A well child visit is a unique opportunity for pediatricians to engage families about a child’s well-being and check for any underlying causes of illness, such as food insecurity — or unreliable access to affordable, nutritious food — in the home.
However, food insecurity screening is not universally conducted because, among other reasons: 1) clinicians do not feel equipped to connect families with the appropriate resources or 2) it requires time or additional personnel in an already limited resource environment. And that is a missed opportunity, says Dr. Ellen Barnidge, associate professor of behavioral science and health education at Saint Louis University’s College for Public Health and Social Justice.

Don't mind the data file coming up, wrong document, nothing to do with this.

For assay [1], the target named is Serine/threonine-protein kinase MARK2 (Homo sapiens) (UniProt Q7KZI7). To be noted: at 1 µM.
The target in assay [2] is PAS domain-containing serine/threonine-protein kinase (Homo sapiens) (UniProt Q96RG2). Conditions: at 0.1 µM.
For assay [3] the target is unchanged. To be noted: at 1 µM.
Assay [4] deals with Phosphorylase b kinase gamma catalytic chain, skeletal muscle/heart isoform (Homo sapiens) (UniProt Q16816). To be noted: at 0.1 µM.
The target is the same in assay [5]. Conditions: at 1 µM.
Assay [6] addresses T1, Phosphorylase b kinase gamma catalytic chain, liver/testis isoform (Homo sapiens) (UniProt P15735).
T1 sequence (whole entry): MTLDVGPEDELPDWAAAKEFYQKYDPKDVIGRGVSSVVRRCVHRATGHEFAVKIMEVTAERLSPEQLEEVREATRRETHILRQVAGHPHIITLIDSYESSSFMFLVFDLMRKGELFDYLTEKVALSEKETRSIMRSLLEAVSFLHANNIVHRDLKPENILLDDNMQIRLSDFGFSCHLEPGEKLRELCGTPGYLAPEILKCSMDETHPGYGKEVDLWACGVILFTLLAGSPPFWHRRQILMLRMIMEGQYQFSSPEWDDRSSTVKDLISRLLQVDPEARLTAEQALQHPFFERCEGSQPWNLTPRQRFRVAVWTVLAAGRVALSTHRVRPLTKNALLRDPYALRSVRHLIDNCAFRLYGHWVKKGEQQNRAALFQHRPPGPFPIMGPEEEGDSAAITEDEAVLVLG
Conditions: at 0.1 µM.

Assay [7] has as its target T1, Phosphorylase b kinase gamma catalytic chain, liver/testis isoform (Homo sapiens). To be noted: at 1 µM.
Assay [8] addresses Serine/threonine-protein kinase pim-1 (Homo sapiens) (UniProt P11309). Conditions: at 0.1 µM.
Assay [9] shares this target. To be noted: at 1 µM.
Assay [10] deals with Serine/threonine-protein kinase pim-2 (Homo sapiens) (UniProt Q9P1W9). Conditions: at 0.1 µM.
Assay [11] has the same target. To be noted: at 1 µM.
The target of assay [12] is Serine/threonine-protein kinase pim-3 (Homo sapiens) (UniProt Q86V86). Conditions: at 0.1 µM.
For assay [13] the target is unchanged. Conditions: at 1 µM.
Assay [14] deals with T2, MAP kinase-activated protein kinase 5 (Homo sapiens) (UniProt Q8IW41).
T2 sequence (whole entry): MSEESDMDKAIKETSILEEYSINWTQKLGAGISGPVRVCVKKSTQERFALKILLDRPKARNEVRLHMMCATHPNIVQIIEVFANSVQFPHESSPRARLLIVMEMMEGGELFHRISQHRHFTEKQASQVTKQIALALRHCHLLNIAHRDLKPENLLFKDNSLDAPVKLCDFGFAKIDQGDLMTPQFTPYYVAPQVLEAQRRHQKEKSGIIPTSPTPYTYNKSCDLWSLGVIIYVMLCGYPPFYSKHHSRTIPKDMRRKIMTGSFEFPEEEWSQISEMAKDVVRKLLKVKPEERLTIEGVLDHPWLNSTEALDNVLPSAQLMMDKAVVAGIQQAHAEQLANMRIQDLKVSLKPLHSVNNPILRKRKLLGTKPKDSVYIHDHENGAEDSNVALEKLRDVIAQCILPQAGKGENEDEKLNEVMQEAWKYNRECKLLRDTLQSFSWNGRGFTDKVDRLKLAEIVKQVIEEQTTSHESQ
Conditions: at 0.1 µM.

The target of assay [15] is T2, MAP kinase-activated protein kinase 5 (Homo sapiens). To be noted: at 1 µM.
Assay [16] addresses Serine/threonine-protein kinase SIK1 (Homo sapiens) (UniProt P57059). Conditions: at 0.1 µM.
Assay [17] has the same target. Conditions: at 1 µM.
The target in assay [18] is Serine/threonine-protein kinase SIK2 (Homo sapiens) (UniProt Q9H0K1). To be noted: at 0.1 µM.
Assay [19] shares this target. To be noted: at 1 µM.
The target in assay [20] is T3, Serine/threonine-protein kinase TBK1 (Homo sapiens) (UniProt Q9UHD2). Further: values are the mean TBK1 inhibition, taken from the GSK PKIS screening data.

“Given the adverse health outcomes associated with food insecurity and the likelihood of positive effects associated with connection to food resources, the benefits of food insecurity screening very likely outweigh the costs,” says Dr. Barnidge in a recently published Viewpoint in JAMA Pediatrics, co-authored with Dr. Sandra Stenmark, of Kaiser Permanente and Dr. Hilary Seligman, of the Center for Vulnerable Populations as part of the NOPREN Food Safety Net Clinical Linkages Working Group.
The authors challenge health care systems and community food assistance providers to better connect the dots through:
Read the full Viewpoint at bit.ly/insecurefood